From the Editors
Back in the 1990s, automation first appeared in Polish certain households in the form of a Japanese dog named Aibo. The little robot was like a real pooch: it barked, dozed, peed, even fell sick. A very good solution for a child, parents concluded. The educational benefits remained – it needed to be given food and water, petted and entertained – but not to be regularly walked. It was just a toy, which like other such objects would one day end up sitting in a corner, and so it did not trigger a cultural and technological revolution. Such a revolution nevertheless came soon thereafter when extraordinary, intriguing and mysterious devices, called personal computers, turned up in some Polish households. When friends brought such a PC back from more advanced countries, they would organize a party to showcase their new prize.
It was curiously awe-inspiring and underwhelming at the same time. For us, bought up on Stanisław Lem’s “Star Diaries” and George Lucas’s “Star Wars,” automation had always seemed to involve gigantic machines, humanoid robots, and spaceships chock full of complicated devices that took unimaginable sums of government money to create. But here, on our desk, stood just a screen and keyboard, connected by cables to a smallish box.
Today automation is truly at arm’s reach for everyone – never farther away than our smartphone – but who knows whether it might now be even more mysterious. We know that there are robots and applications out there to solve any problem. We understand that they are very person-like and are indeed replacing people everywhere: in production, services, banking, logistics. They are soon meant to appear in such fields as child-rearing and caring for the elderly.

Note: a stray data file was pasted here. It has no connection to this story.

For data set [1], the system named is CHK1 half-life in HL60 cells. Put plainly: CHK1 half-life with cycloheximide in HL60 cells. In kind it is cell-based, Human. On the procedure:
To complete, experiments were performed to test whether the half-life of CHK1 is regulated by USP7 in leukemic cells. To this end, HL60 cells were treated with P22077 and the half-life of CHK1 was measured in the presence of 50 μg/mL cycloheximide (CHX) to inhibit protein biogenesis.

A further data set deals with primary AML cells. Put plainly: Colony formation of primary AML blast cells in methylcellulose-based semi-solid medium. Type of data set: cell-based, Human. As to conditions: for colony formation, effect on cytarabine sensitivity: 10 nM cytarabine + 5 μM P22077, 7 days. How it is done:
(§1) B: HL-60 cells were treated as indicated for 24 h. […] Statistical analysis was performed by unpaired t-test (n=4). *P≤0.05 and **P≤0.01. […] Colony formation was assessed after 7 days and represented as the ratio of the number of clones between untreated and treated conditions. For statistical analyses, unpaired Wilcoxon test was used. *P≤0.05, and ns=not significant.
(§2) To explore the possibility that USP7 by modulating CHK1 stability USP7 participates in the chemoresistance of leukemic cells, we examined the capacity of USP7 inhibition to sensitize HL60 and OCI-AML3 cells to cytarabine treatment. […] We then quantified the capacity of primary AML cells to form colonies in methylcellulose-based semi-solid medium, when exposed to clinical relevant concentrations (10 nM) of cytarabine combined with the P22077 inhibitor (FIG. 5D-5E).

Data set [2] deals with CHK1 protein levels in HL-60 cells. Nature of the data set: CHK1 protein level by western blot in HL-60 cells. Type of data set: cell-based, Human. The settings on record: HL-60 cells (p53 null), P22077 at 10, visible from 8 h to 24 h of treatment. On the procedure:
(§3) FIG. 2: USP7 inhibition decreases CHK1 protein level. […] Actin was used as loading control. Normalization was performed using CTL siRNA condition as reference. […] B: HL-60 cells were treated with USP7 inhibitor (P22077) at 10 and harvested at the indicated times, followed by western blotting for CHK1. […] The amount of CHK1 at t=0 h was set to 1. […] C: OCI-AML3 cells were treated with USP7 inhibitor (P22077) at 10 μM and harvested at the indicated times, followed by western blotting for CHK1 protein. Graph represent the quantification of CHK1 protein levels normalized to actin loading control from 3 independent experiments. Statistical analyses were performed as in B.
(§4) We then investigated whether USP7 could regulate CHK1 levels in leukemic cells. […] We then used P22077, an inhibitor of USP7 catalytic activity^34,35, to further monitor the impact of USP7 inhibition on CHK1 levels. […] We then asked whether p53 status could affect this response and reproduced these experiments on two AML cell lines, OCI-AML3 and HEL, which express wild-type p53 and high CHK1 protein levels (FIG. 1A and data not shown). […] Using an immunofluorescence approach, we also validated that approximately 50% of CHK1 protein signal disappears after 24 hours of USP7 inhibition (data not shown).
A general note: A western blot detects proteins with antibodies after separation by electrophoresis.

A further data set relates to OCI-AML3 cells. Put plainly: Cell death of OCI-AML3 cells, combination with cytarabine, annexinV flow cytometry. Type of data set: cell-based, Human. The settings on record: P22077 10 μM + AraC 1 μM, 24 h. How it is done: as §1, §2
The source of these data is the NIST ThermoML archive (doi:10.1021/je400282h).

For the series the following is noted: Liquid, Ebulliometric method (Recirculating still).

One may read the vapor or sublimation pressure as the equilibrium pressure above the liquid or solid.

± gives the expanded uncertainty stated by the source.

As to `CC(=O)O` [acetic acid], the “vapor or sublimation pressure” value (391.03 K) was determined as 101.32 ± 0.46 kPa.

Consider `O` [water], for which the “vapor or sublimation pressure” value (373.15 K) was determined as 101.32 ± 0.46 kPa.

Obviously, an issue of Academia magazine can only showcase a mere fraction of the possibilities that automation technologies are ushering in. And given how inventive scientists and R&D engineers are, we will probably have to revisit the topic again and again in the near future.
Table of Contents:
Geography Poland’s Shrinking Midsize | download
I Just Need a Microphone | download
Bringing an End to Unkindness | download
Dedication Brings Success | download
Literature Lem’s Vision | download
PIOTR TRYJANOWSKI, PATRYCJA K. KWIATKOWSKA
Parasitology Malicious Little Manipulators | download
Psychology Pay Attention to Awareness | download
Cardiac Surgery Life-giving Robots | download
Literary Studies Reading the Unwritten | download
Biology So Much Knowledge, So Little | download
Robotics A Delicate Touch | download
Engineering Can Mixing Be Smart? | download
Predicting Gravitational Waves | download
Physics Tales of a Particle Hunter | download
WOJCIECH FENDLER, DARIUSZ JEMIELNIAK
Comment I Search, Therefore I Know Not | download
IN THE LENS:
Six Nuclear Women | download
Ripples in Spacetime | download